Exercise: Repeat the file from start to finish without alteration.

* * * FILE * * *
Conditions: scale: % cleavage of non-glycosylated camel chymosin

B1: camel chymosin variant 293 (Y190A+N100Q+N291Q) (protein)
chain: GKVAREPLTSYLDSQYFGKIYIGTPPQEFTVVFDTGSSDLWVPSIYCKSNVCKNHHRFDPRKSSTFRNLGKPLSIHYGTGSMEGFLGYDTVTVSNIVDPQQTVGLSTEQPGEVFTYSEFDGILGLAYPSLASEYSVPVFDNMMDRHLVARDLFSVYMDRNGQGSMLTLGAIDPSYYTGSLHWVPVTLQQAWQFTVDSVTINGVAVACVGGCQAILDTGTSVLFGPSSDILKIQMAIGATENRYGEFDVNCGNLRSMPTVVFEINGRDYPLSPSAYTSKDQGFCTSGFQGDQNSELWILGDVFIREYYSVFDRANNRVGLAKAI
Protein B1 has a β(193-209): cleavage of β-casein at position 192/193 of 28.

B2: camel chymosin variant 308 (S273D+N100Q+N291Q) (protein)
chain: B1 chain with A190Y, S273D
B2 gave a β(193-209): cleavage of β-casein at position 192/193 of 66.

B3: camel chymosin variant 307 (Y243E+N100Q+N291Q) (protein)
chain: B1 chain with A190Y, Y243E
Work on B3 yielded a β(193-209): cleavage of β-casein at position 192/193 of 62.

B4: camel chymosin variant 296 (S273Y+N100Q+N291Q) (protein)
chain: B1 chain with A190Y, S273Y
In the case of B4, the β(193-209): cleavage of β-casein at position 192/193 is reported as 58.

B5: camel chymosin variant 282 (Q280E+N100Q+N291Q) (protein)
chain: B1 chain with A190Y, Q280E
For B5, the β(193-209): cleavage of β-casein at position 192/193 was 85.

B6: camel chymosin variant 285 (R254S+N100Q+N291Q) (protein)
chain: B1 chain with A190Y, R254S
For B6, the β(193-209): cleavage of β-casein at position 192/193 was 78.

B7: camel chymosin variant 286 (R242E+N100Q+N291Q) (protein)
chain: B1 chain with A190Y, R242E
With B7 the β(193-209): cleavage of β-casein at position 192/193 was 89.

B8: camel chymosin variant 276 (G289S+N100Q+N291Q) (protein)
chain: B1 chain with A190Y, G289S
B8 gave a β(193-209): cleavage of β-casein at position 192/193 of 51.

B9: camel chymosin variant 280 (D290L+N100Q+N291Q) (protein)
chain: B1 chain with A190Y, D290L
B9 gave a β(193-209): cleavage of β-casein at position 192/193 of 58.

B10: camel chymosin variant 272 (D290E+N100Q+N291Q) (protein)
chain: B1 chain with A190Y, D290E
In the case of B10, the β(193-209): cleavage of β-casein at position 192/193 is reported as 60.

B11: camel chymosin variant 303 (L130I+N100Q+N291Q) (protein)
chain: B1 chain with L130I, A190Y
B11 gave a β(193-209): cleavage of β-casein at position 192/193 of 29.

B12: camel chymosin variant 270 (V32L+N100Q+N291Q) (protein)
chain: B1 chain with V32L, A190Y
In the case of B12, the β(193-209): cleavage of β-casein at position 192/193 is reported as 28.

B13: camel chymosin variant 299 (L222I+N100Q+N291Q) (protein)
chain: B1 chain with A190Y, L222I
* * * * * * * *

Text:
Conditions: scale: % cleavage of non-glycosylated camel chymosin

B1: camel chymosin variant 293 (Y190A+N100Q+N291Q) (protein)
chain: GKVAREPLTSYLDSQYFGKIYIGTPPQEFTVVFDTGSSDLWVPSIYCKSNVCKNHHRFDPRKSSTFRNLGKPLSIHYGTGSMEGFLGYDTVTVSNIVDPQQTVGLSTEQPGEVFTYSEFDGILGLAYPSLASEYSVPVFDNMMDRHLVARDLFSVYMDRNGQGSMLTLGAIDPSYYTGSLHWVPVTLQQAWQFTVDSVTINGVAVACVGGCQAILDTGTSVLFGPSSDILKIQMAIGATENRYGEFDVNCGNLRSMPTVVFEINGRDYPLSPSAYTSKDQGFCTSGFQGDQNSELWILGDVFIREYYSVFDRANNRVGLAKAI
Protein B1 has a β(193-209): cleavage of β-casein at position 192/193 of 28.

B2: camel chymosin variant 308 (S273D+N100Q+N291Q) (protein)
chain: B1 chain with A190Y, S273D
B2 gave a β(193-209): cleavage of β-casein at position 192/193 of 66.

B3: camel chymosin variant 307 (Y243E+N100Q+N291Q) (protein)
chain: B1 chain with A190Y, Y243E
Work on B3 yielded a β(193-209): cleavage of β-casein at position 192/193 of 62.

B4: camel chymosin variant 296 (S273Y+N100Q+N291Q) (protein)
chain: B1 chain with A190Y, S273Y
In the case of B4, the β(193-209): cleavage of β-casein at position 192/193 is reported as 58.

B5: camel chymosin variant 282 (Q280E+N100Q+N291Q) (protein)
chain: B1 chain with A190Y, Q280E
For B5, the β(193-209): cleavage of β-casein at position 192/193 was 85.

B6: camel chymosin variant 285 (R254S+N100Q+N291Q) (protein)
chain: B1 chain with A190Y, R254S
For B6, the β(193-209): cleavage of β-casein at position 192/193 was 78.

B7: camel chymosin variant 286 (R242E+N100Q+N291Q) (protein)
chain: B1 chain with A190Y, R242E
With B7 the β(193-209): cleavage of β-casein at position 192/193 was 89.

B8: camel chymosin variant 276 (G289S+N100Q+N291Q) (protein)
chain: B1 chain with A190Y, G289S
B8 gave a β(193-209): cleavage of β-casein at position 192/193 of 51.

B9: camel chymosin variant 280 (D290L+N100Q+N291Q) (protein)
chain: B1 chain with A190Y, D290L
B9 gave a β(193-209): cleavage of β-casein at position 192/193 of 58.

B10: camel chymosin variant 272 (D290E+N100Q+N291Q) (protein)
chain: B1 chain with A190Y, D290E
In the case of B10, the β(193-209): cleavage of β-casein at position 192/193 is reported as 60.

B11: camel chymosin variant 303 (L130I+N100Q+N291Q) (protein)
chain: B1 chain with L130I, A190Y
B11 gave a β(193-209): cleavage of β-casein at position 192/193 of 29.

B12: camel chymosin variant 270 (V32L+N100Q+N291Q) (protein)
chain: B1 chain with V32L, A190Y
In the case of B12, the β(193-209): cleavage of β-casein at position 192/193 is reported as 28.

B13: camel chymosin variant 299 (L222I+N100Q+N291Q) (protein)
chain: B1 chain with A190Y, L222I